Depending on where you live, 5G may already be a part of your life, but for most people the benefits of the next generation mobile network are yet to be realized.
While 5G launched in 2019, in reality only a handful of cities around the world have been treated to the tech so far, and a pricey 5G phone is required to take advantage of the new data speeds.
Now, in early 2020, more than 45 mobile carriers have launched 5G offerings in 20 countries, including the likes of the US, UK and Australia, and we’ve just seen more 5G handsets announced, such as the new Samsung Galaxy S20, Galaxy S20 Plus and Galaxy S20 Ultra.
While 5G phones are still out of many people’s price range there is hope on horizon, as chipset maker Qualcomm has hinted that more affordable options are not far away.
Speaking during a briefing for the firm’s new Snapdragon X60 modem, Qualcomm’s Business Development Director, Vikrant Jain said that we will “see exciting products over the next few weeks at very interesting price points.”
We were expecting to see a glut of new smartphones launched during MWC 2020 between February 24-27, but with the annual mobile show cancelled due to fears over Novel Coronavirus the launches we were expecting to see that week may be delayed until March.
However, we’re still likely only weeks away for a number of announcements from a variety of manufacturers with the likes of Sony, Huawei, Honor, TCL, ZTE and Nokia all rumored to have new handsets to reveal in the next month or so.
While it will be great to see more affordable 5G phones hit the market, we could see handsets with even greater 5G capabilities as soon as later this year thanks to the aforementioned Snapdragon X60 chip.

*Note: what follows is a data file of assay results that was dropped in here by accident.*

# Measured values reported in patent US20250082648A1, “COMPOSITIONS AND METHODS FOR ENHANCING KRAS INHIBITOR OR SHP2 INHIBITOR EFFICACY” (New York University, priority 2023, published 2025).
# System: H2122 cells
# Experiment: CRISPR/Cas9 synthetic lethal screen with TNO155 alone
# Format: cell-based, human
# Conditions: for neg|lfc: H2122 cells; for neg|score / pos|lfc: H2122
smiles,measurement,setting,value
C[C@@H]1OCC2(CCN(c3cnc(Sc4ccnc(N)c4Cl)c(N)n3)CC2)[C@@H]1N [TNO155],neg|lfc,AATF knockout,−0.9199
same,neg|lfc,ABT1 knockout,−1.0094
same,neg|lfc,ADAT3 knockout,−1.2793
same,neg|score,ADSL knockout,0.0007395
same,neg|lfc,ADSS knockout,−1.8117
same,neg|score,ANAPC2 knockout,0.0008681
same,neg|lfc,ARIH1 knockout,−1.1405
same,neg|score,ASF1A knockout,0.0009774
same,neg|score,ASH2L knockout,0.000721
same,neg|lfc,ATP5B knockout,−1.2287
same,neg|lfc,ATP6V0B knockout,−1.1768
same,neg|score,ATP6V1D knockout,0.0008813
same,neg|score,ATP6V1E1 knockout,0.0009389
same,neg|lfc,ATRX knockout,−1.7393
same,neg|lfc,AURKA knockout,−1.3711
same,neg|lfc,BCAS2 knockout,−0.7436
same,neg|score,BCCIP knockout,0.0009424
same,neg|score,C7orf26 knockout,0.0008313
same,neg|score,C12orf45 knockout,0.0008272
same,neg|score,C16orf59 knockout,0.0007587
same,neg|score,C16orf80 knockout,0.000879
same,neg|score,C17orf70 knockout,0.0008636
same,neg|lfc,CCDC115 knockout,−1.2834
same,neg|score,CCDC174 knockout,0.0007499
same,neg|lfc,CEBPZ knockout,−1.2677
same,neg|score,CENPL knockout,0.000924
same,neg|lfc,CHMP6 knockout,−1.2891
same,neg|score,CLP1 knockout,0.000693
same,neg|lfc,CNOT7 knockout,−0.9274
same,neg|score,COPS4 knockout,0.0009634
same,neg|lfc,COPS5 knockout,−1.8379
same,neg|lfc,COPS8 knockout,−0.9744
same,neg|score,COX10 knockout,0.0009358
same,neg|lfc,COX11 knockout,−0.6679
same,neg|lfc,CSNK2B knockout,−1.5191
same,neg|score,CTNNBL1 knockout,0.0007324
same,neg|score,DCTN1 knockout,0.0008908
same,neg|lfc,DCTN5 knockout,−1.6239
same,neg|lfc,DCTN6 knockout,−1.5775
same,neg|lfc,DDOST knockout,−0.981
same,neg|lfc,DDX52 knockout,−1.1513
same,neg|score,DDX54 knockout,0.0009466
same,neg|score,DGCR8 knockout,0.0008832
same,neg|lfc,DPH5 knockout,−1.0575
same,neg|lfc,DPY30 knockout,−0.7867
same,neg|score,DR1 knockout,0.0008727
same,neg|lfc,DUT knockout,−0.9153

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The need for more speed, but not quite yet
The Snapdragon X60 is the world’s first modem to offer 5G mmWave-sub6 aggregation and sub-6 carrier aggregation across FDD, TDD.
While that may sound like nonsense, the upshot of this support for network capabilities is smartphones with the X60 chip inside them will be able to work with more 5G networks around the world which, Qualcomm claims, will deliver wider coverage and faster download and upload data speeds in the process.
It’s not just phones which need a modem with these capabilities, mobile carriers also need to upgrade their networks to provide the enhanced service.
These upgrades are expected to take place during 2020 for most carriers in the US, Europe, China, Japan and Korea, with the rest of the world having to wait longer for the support to reach their shores.
There’s no firm date on when we can expect the first smartphones packing the X60 modem to roll off production lines – it could be later this year in devices such as the Google Pixel 5 and Samsung Galaxy Note 20, but it may not be until 2021.